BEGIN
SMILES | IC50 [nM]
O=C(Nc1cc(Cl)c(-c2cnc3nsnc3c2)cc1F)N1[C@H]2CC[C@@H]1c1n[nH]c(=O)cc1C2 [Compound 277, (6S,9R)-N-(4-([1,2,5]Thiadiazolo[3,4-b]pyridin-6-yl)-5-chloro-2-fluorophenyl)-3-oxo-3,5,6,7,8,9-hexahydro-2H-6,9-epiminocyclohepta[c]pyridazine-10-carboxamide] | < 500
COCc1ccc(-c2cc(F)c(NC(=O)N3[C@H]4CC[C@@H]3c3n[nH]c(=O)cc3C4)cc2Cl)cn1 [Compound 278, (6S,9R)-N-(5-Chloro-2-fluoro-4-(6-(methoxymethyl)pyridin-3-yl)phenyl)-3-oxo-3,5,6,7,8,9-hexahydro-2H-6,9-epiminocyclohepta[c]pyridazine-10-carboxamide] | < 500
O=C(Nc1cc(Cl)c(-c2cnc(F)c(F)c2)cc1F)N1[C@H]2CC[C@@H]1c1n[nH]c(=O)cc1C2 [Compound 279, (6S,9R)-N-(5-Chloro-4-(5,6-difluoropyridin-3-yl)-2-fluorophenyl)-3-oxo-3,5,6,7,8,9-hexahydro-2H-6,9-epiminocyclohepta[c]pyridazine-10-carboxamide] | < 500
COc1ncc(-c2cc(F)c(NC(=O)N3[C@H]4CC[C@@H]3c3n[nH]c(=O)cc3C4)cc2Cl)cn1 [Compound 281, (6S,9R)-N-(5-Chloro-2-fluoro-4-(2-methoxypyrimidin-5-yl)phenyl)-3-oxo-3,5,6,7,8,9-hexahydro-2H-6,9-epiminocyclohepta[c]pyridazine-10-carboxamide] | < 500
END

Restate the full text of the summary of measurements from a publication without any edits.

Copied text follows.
SMILES | IC50 [nM]
O=C(Nc1cc(Cl)c(-c2cnc3nsnc3c2)cc1F)N1[C@H]2CC[C@@H]1c1n[nH]c(=O)cc1C2 [Compound 277, (6S,9R)-N-(4-([1,2,5]Thiadiazolo[3,4-b]pyridin-6-yl)-5-chloro-2-fluorophenyl)-3-oxo-3,5,6,7,8,9-hexahydro-2H-6,9-epiminocyclohepta[c]pyridazine-10-carboxamide] | < 500
COCc1ccc(-c2cc(F)c(NC(=O)N3[C@H]4CC[C@@H]3c3n[nH]c(=O)cc3C4)cc2Cl)cn1 [Compound 278, (6S,9R)-N-(5-Chloro-2-fluoro-4-(6-(methoxymethyl)pyridin-3-yl)phenyl)-3-oxo-3,5,6,7,8,9-hexahydro-2H-6,9-epiminocyclohepta[c]pyridazine-10-carboxamide] | < 500
O=C(Nc1cc(Cl)c(-c2cnc(F)c(F)c2)cc1F)N1[C@H]2CC[C@@H]1c1n[nH]c(=O)cc1C2 [Compound 279, (6S,9R)-N-(5-Chloro-4-(5,6-difluoropyridin-3-yl)-2-fluorophenyl)-3-oxo-3,5,6,7,8,9-hexahydro-2H-6,9-epiminocyclohepta[c]pyridazine-10-carboxamide] | < 500
COc1ncc(-c2cc(F)c(NC(=O)N3[C@H]4CC[C@@H]3c3n[nH]c(=O)cc3C4)cc2Cl)cn1 [Compound 281, (6S,9R)-N-(5-Chloro-2-fluoro-4-(2-methoxypyrimidin-5-yl)phenyl)-3-oxo-3,5,6,7,8,9-hexahydro-2H-6,9-epiminocyclohepta[c]pyridazine-10-carboxamide] | < 500